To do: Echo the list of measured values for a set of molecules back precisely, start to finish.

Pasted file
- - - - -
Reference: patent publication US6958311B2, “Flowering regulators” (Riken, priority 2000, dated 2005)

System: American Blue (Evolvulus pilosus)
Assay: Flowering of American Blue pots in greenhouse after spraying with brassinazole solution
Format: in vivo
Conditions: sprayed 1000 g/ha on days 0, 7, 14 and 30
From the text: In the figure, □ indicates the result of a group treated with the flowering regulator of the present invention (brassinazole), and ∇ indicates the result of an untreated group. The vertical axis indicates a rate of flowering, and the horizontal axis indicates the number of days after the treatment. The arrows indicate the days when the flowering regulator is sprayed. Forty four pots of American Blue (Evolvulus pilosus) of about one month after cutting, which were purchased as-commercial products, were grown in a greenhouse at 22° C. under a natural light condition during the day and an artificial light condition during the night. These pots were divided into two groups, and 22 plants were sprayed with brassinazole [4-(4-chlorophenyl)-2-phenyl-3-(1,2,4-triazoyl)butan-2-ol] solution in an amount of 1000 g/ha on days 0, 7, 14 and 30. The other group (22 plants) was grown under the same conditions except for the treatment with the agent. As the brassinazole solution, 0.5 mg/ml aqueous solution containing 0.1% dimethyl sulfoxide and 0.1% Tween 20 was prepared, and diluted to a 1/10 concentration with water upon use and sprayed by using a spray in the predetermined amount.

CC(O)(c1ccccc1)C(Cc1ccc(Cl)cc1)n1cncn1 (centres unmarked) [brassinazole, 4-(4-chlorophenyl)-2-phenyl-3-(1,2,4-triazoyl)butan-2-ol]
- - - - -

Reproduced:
Reference: patent publication US6958311B2, “Flowering regulators” (Riken, priority 2000, dated 2005)

System: American Blue (Evolvulus pilosus)
Assay: Flowering of American Blue pots in greenhouse after spraying with brassinazole solution
Format: in vivo
Conditions: sprayed 1000 g/ha on days 0, 7, 14 and 30
From the text: In the figure, □ indicates the result of a group treated with the flowering regulator of the present invention (brassinazole), and ∇ indicates the result of an untreated group. The vertical axis indicates a rate of flowering, and the horizontal axis indicates the number of days after the treatment. The arrows indicate the days when the flowering regulator is sprayed. Forty four pots of American Blue (Evolvulus pilosus) of about one month after cutting, which were purchased as-commercial products, were grown in a greenhouse at 22° C. under a natural light condition during the day and an artificial light condition during the night. These pots were divided into two groups, and 22 plants were sprayed with brassinazole [4-(4-chlorophenyl)-2-phenyl-3-(1,2,4-triazoyl)butan-2-ol] solution in an amount of 1000 g/ha on days 0, 7, 14 and 30. The other group (22 plants) was grown under the same conditions except for the treatment with the agent. As the brassinazole solution, 0.5 mg/ml aqueous solution containing 0.1% dimethyl sulfoxide and 0.1% Tween 20 was prepared, and diluted to a 1/10 concentration with water upon use and sprayed by using a spray in the predetermined amount.

CC(O)(c1ccccc1)C(Cc1ccc(Cl)cc1)n1cncn1 (centres unmarked) [brassinazole, 4-(4-chlorophenyl)-2-phenyl-3-(1,2,4-triazoyl)butan-2-ol]